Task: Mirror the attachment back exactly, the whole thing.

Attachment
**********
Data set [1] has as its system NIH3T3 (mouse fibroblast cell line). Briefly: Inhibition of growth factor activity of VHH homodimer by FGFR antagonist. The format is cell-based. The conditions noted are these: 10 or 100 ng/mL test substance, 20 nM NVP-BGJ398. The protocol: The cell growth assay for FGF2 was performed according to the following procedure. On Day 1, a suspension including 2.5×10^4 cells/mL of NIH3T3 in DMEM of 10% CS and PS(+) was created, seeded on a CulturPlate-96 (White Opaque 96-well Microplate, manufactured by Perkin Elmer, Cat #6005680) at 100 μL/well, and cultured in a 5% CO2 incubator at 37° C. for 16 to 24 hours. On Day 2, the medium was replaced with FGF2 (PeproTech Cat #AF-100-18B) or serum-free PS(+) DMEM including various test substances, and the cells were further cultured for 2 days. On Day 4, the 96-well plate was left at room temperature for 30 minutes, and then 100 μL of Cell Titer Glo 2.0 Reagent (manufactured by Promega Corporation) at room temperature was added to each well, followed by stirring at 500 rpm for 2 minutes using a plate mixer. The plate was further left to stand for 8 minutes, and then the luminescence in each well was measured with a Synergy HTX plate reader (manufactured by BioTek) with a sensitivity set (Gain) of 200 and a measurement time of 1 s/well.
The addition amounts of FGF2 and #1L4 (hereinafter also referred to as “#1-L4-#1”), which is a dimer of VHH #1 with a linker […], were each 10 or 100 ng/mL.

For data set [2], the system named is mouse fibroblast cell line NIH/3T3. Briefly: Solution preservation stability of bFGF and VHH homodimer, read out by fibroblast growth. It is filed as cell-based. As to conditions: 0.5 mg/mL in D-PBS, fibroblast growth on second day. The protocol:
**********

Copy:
Data set [1] has as its system NIH3T3 (mouse fibroblast cell line). Briefly: Inhibition of growth factor activity of VHH homodimer by FGFR antagonist. The format is cell-based. The conditions noted are these: 10 or 100 ng/mL test substance, 20 nM NVP-BGJ398. The protocol: The cell growth assay for FGF2 was performed according to the following procedure. On Day 1, a suspension including 2.5×10^4 cells/mL of NIH3T3 in DMEM of 10% CS and PS(+) was created, seeded on a CulturPlate-96 (White Opaque 96-well Microplate, manufactured by Perkin Elmer, Cat #6005680) at 100 μL/well, and cultured in a 5% CO2 incubator at 37° C. for 16 to 24 hours. On Day 2, the medium was replaced with FGF2 (PeproTech Cat #AF-100-18B) or serum-free PS(+) DMEM including various test substances, and the cells were further cultured for 2 days. On Day 4, the 96-well plate was left at room temperature for 30 minutes, and then 100 μL of Cell Titer Glo 2.0 Reagent (manufactured by Promega Corporation) at room temperature was added to each well, followed by stirring at 500 rpm for 2 minutes using a plate mixer. The plate was further left to stand for 8 minutes, and then the luminescence in each well was measured with a Synergy HTX plate reader (manufactured by BioTek) with a sensitivity set (Gain) of 200 and a measurement time of 1 s/well.
The addition amounts of FGF2 and #1L4 (hereinafter also referred to as “#1-L4-#1”), which is a dimer of VHH #1 with a linker […], were each 10 or 100 ng/mL.

For data set [2], the system named is mouse fibroblast cell line NIH/3T3. Briefly: Solution preservation stability of bFGF and VHH homodimer, read out by fibroblast growth. It is filed as cell-based. As to conditions: 0.5 mg/mL in D-PBS, fibroblast growth on second day. The protocol: